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Although we don't believe in timing the market or panicking over daily movements, we do like to keep an eye on market changes -- just in case they're material to our investing thesis.
A day after the Federal Reserve's highly anticipated policy meeting, in which the central bank finally began the dreaded tapering process originally expected to begin in September, the stock market was largely tranquil. Even though 57% of all publicly traded stocks lost ground on Thursday, the benchmark S&P 500 Index (SNPINDEX: ^GSPC ) fell just 1 point, or a trifling 0.1%. Federal Reserve Chairman Ben Bernanke, in his last major move as Fed chief, began the reduction of QE efforts with a moderate, $10 billion monthly decrease, or "taper." Come early next year, such policies will be in the hands of Chairwoman-elect Janet Yellen, as she becomes the first female head of the central bank.
Shares of the Real Estate Investment Trust, Health Care REIT (NYSE: HCN ) , lost 3.8% Thursday, despite a dearth of pessimistic factors in the market to send shares lower. While the stock is ostensibly attractive to income investors, with a current annual dividend yield at 5.8%, the company currently finances its attractive payout with debt. Health Care REIT, in fact, paid more than three times its earnings out to investors in dividends alone last year.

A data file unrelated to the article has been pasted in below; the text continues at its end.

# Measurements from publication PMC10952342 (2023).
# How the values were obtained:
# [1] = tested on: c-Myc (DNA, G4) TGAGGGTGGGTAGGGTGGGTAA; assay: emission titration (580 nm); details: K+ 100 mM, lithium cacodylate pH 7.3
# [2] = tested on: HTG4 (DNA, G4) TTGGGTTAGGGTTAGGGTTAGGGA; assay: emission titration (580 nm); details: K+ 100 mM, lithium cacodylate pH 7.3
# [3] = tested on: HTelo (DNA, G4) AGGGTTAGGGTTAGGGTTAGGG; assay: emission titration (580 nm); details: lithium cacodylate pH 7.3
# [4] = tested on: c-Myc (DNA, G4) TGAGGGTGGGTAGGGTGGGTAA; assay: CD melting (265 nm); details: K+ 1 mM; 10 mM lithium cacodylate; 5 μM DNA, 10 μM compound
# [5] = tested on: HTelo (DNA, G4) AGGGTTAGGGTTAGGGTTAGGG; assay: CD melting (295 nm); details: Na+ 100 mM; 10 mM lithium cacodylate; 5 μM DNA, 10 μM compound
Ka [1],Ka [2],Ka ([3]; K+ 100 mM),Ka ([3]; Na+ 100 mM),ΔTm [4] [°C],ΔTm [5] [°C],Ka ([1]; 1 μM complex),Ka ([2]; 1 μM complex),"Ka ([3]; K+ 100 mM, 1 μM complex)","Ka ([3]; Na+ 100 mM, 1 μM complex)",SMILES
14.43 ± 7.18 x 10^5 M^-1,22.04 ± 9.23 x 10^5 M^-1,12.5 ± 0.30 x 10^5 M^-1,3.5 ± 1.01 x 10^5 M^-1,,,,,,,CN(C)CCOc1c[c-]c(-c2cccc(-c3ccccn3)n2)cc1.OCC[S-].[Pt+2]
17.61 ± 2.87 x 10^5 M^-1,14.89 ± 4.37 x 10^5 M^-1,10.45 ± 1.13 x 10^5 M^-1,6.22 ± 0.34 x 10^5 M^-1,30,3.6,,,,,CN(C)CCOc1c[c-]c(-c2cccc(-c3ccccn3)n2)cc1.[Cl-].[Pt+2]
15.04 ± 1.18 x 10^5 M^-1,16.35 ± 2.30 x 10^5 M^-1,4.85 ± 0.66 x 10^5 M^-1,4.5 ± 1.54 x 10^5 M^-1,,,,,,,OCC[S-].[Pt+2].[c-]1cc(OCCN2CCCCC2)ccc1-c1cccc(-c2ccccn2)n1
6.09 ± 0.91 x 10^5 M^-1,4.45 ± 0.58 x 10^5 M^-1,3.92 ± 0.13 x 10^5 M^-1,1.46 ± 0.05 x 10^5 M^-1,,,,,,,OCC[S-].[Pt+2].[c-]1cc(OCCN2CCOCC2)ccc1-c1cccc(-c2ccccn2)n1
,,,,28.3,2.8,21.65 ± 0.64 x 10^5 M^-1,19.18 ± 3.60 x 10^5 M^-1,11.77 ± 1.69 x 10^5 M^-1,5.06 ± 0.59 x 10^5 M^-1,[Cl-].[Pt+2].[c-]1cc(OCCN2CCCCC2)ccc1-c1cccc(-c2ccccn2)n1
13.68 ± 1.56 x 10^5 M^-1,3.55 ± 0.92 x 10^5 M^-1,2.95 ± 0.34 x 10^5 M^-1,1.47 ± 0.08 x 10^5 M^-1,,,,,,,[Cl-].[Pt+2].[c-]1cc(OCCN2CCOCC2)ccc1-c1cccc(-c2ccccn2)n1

Another one of today's more notable laggards, AbbVie (NYSE: ABBV ) , saw its stock shed 3.1%, as shares of the pharmaceutical company took a turn for the worse after a downgrade from Morgan Stanley analysts. Morgan Stanley now sees shares at an equal weight, or neutral, level. Before, the Wall Street outfit had been bullish on Abbott Labs' young spinoff. As colleague and all-around health-care guru Brian Orelli noted in his recent piece, AbbVie's stock was already facing some downwards pressure from stiff competition in the Hepatitis C market, particularly for oral Hep-C treatments.
Last but not least, shares of oil refiner Valero (NYSE: VLO ) ended 3% lower today as the U.S Environmental Protection Agency, or EPA, had to chip in its two cents -- a two cents that invariably seems to protect the environment, as it seems. Except today, the EPA was chipping in over $13 million, as the agency alleged widespread fraud in the renewable-fuel credit market. Phony credits have been circulating, according to the EPA, credits that ended up trading over the open market as if they were legitimate; credits that merely allow companies like Valero to shell out a little more cash if they want to progress (or digress) toward a Dr. Seussian, Lorax-esque world.
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